Separated Immigrant Children Young As 3 Years Old Ordered To Appear In Court Alone

credit: Andrew Dallos / Gage Skidmore / Flickr

According to attorneys in Texas, California and Washington D.C., immigrant children as young as three years old are being ordered into court alone for their deportation proceedings. While having children appear in court without their parents is not uncommon, more children are being summoned in record numbers. Since the Trump administration’s “zero tolerance” policy, more children — including toddlers — are being prosecuted more frequently than ever before.

More than 2,000 detained migrant children could face court proceedings in the coming days.

“We were representing a 3-year-old in court recently who had been separated from the parents. And the child—in the middle of the hearing—started climbing up on the table,” Lindsay Toczylowski, executive director of Immigrant Defenders Law Center in Los Angeles, told the Texas Tribune. “It really highlighted the absurdity of what we’re doing with these kids.”

Toczylowski said parents are usually prosecuted with their young children and are often the ones defending the circumstances that led them to seek asylum in the U.S.

This news comes out after a federal judge ordered separated families be reunited within 30 days.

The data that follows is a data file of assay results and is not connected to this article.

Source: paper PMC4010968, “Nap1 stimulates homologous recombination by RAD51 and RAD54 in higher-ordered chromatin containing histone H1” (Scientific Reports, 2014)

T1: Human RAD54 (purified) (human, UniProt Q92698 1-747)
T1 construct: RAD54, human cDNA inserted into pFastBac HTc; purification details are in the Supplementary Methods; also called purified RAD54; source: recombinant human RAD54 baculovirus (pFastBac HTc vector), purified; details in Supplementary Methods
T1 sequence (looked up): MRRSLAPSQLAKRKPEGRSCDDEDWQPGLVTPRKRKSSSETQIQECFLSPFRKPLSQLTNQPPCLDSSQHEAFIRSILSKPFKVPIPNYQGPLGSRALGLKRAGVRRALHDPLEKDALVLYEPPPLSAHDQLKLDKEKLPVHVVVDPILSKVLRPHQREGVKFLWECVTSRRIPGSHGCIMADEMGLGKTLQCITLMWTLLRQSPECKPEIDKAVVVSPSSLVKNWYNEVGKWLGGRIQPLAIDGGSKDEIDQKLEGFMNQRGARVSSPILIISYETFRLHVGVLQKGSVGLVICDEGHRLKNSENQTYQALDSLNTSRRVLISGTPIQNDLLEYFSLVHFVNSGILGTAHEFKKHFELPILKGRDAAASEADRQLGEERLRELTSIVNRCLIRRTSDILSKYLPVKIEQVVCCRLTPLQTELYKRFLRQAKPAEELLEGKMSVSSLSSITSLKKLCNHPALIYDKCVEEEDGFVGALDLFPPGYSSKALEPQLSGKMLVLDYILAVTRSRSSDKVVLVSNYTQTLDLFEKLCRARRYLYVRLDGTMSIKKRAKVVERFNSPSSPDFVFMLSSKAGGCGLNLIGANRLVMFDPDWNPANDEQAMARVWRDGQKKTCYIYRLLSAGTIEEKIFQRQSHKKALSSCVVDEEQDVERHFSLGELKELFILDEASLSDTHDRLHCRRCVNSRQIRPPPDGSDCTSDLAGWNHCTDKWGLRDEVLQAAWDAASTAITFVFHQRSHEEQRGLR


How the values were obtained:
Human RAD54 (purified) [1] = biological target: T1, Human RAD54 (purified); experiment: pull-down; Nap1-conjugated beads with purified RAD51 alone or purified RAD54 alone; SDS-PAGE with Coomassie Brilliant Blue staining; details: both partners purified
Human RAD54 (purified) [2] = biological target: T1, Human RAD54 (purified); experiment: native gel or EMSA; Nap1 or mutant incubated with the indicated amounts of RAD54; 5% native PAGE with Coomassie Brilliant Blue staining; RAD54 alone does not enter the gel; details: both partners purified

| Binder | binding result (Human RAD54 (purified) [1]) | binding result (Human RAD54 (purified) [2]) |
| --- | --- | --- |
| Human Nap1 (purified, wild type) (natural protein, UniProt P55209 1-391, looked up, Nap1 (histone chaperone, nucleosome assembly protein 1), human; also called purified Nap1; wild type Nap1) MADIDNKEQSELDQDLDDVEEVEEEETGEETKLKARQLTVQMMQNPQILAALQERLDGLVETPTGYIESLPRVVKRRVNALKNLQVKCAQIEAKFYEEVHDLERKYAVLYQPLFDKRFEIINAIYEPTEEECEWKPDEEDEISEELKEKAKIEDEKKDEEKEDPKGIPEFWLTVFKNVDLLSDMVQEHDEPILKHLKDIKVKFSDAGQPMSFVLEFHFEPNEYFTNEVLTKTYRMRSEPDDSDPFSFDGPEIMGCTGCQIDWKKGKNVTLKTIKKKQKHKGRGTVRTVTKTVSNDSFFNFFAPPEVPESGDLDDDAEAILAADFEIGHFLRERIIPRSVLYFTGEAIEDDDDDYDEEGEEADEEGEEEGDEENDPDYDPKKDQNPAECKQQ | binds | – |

On June 26, a federal judge commanded the White House to reunify families within 14 days if the child is under 5 and 30 days if the child is older. The Justice Department has not said whether it will appeal the ruling. Attorneys involved in the case said they’re not sure how the judge’s order will work and when and how it could take effect.

Despite the judge’s order, some children are facing legal immigration proceedings without their parents.

According to NBC News, leaders at three legal services organizations and a private firm said that the children are being served with notices to appear for their court proceedings. Migrant children that appear in court are not entitled to an attorney but rather are given a list of legal services that might help them.

A Health and Human Services spokesperson said on June 26 that the agency is trying to reunite children with either a parent or a sponsor. But they did not provide a timeline for how long that process would take.

Since April, more than 2,000 children have been separated from families.

The “zero tolernace” policy, announced by Attorney General Jeff Sessions in April, ordered the criminal prosecution of anyone who enters the U.S. illegally. Such crossing were formally handled as civil matters allowing families to stay together. President Trump signed an executive order to keep migrant families together after outrage forced him to change his policy.


READ: RAICES Collects Millions To Help Keep Families Together. Here’s Where The Money Is Going

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